• Must have been in a bit of a political mood last night! But 1986 was when I started to question whether ‘our side’ were always the good guys (bit of a late realisation I know). The year was also memorable for the Graceland tour which I caught at the NEC. The tour was criticised by some, as was the album, but in bringing SA musicians to the UK I think Paul Simon did nothing but good. Had been in our present house for a year – now it’s 30 years.

  11. I was 27, still living in a very chilly flat and working in Bristol.

    Steve Winwood, Peter Gabriel and Paul Simon already feature heavily and they are probably the standouts that I recall from the time. So I’m mentally going through my then boyfriend’s albums, instead of mine – he was very into Robert Cray and I remember “Right Next Door” (… ‘she was just another notch on my guitar”…) which reminds me very much of his flat in Totterdown with the green and yellow ’70s wallpaper, the cerise bedspread, the roll-ups and the obligatory flagon of Weston’s cider. Then there was Talk Talk, “Life’s What You Make It” – that got played a lot. And finally Jackson Browne, “Lives in the Balance” – many good tracks but I’ll go for “In the Shape of a Heart”.

    • Yes, Robert Cray! Definite donds there. I got Strong Persuader right at the end of 1986, as a Christmas present.

      I’ve not owned any of his stuff since I sold off my vinyl about a decade or so ago.

      • I found an old cassette of him in concert at Glastonbury, sadly the sound quality was very poor so I’ve binned it, but it did remind me about him. We listened to “Strong Persuader” a lot at the time.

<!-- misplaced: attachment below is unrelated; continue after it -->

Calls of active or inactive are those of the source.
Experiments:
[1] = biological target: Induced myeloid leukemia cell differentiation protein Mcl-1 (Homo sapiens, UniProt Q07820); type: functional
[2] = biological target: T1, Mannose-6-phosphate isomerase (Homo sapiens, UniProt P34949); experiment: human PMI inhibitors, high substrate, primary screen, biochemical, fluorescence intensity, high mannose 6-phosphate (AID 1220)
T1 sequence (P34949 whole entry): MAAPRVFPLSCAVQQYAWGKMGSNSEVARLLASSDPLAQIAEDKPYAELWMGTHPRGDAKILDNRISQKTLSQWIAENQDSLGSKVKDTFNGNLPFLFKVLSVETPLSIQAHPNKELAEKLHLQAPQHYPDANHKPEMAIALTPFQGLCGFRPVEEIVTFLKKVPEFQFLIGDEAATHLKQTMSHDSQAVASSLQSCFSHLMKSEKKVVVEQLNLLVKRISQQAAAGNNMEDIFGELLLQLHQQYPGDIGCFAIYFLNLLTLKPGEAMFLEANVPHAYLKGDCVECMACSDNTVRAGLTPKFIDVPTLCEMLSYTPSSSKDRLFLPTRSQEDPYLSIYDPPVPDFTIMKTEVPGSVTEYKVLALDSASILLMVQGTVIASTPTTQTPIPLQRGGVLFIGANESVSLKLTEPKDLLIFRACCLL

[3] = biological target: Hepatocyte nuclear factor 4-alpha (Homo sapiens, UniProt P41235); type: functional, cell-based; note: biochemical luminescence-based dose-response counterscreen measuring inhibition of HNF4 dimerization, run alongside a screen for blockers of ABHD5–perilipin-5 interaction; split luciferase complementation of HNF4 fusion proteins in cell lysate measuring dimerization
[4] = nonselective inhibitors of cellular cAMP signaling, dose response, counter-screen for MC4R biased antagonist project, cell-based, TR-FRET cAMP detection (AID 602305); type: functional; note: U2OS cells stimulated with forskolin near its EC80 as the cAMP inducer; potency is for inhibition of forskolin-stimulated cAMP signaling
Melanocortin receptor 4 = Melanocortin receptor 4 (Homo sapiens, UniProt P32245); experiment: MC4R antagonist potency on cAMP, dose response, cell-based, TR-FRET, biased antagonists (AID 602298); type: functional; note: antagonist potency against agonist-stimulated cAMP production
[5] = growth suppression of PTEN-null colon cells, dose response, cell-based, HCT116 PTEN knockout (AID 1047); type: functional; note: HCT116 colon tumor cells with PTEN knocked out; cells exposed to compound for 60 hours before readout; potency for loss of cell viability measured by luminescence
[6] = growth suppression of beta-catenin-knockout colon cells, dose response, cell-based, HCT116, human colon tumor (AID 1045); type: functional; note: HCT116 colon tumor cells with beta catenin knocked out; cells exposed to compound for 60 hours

12. I was just back from 2 years VSO work in Sri Lanka and moved to Lancaster to do my Masters. These stick out during a cold winter in an underheated garret:

    Beastie Boys – Fight for the Right to Party
    Talking Heads – City of Dreams
    The Fall – Mr Pharmacist

    Big donds for Talk Talk and Cameo.

    Not sure if it counts, but E=MC2 by BAD was recorded in 1985, but was then released in 1986, and it’s so brill I’d like to add it to my 3.

  13. So many albums you could pick a song at random from this week; Smiths, Beastie Boys, Jackson Browne, Lauper, R.E.M., Graceland, Prince, Nick Cave, Communards, Anita Baker already mentioned above … plus a few that I’m sure will be mentioned before long.

    I’ll toss these 3 into the mix:
    John Prine – Speed Of The Sound Of Loneliness (with Nanci Griffith in vid ’cause he’s not much of a singer on his own)
    Herbie Hancock & Bobby McFerrin – ‘Round Midnight
    Art Of Noise – Peter Gunn

  14. Life and work were quite time-consuming in 1986, so I didn’t investigate much music. Mainstream charts were full of over-produced, sentimental crap from Berlin, Chris De Burgh, Europe, etc, and the new pop (Madonna, Communards, PSB & co) didn’t move me. My negative opinion of Morrissey was formed early on (and has, I believe, been proved wholly accurate).
    We did have Spitting Image though…..

    Robert Palmer’s Addicted To Love stays in the mind, and not just for the video;
    but David Byrne’s film, True Stories, provides probably the abiding memory, in which can be found Love For Sale. So:

    Spitting Image – The Chicken Song
    Robert Palmer – Addicted To Love
    Talking Heads – Love For Sale

  15. Lotta crap that year, and a lotta jewels. Big donds for Flowers of Guatemala, Fight for Your Right to Party, which would have made my top 3. Also Word Up, Robert Cray’s Smoking Gun.